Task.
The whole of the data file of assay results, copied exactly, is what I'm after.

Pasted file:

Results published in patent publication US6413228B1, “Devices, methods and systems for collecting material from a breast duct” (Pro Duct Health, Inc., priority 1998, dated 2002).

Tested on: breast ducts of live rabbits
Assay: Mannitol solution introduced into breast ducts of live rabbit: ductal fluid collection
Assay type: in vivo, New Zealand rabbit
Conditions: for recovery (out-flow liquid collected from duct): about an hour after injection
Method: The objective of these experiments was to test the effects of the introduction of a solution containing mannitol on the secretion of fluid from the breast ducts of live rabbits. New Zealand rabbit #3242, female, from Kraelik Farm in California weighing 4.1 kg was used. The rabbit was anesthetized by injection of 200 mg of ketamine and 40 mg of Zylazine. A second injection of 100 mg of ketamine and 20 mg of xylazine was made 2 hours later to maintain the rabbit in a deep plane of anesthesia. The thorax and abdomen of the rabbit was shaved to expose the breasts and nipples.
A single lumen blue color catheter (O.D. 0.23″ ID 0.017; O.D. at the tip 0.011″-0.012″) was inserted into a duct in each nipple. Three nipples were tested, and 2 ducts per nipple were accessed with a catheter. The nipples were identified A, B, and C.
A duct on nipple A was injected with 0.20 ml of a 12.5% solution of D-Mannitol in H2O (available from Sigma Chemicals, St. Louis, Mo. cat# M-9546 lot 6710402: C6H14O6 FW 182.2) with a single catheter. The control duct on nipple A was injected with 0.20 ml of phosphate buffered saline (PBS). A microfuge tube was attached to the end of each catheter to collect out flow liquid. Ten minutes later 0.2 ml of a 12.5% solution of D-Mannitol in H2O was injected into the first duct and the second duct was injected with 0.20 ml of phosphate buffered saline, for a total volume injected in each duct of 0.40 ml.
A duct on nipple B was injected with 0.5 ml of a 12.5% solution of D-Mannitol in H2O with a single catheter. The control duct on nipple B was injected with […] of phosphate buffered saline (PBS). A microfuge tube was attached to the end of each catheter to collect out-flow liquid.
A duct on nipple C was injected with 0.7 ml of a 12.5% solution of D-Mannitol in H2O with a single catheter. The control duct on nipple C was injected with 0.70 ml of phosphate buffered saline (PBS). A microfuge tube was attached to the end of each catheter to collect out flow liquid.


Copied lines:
Results published in patent publication US6413228B1, “Devices, methods and systems for collecting material from a breast duct” (Pro Duct Health, Inc., priority 1998, dated 2002).

Tested on: breast ducts of live rabbits
Assay: Mannitol solution introduced into breast ducts of live rabbit: ductal fluid collection
Assay type: in vivo, New Zealand rabbit
Conditions: for recovery (out-flow liquid collected from duct): about an hour after injection
Method: The objective of these experiments was to test the effects of the introduction of a solution containing mannitol on the secretion of fluid from the breast ducts of live rabbits. New Zealand rabbit #3242, female, from Kraelik Farm in California weighing 4.1 kg was used. The rabbit was anesthetized by injection of 200 mg of ketamine and 40 mg of Zylazine. A second injection of 100 mg of ketamine and 20 mg of xylazine was made 2 hours later to maintain the rabbit in a deep plane of anesthesia. The thorax and abdomen of the rabbit was shaved to expose the breasts and nipples.
A single lumen blue color catheter (O.D. 0.23″ ID 0.017; O.D. at the tip 0.011″-0.012″) was inserted into a duct in each nipple. Three nipples were tested, and 2 ducts per nipple were accessed with a catheter. The nipples were identified A, B, and C.
A duct on nipple A was injected with 0.20 ml of a 12.5% solution of D-Mannitol in H2O (available from Sigma Chemicals, St. Louis, Mo. cat# M-9546 lot 6710402: C6H14O6 FW 182.2) with a single catheter. The control duct on nipple A was injected with 0.20 ml of phosphate buffered saline (PBS). A microfuge tube was attached to the end of each catheter to collect out flow liquid. Ten minutes later 0.2 ml of a 12.5% solution of D-Mannitol in H2O was injected into the first duct and the second duct was injected with 0.20 ml of phosphate buffered saline, for a total volume injected in each duct of 0.40 ml.
A duct on nipple B was injected with 0.5 ml of a 12.5% solution of D-Mannitol in H2O with a single catheter. The control duct on nipple B was injected with […] of phosphate buffered saline (PBS). A microfuge tube was attached to the end of each catheter to collect out-flow liquid.
A duct on nipple C was injected with 0.7 ml of a 12.5% solution of D-Mannitol in H2O with a single catheter. The control duct on nipple C was injected with 0.70 ml of phosphate buffered saline (PBS). A microfuge tube was attached to the end of each catheter to collect out flow liquid.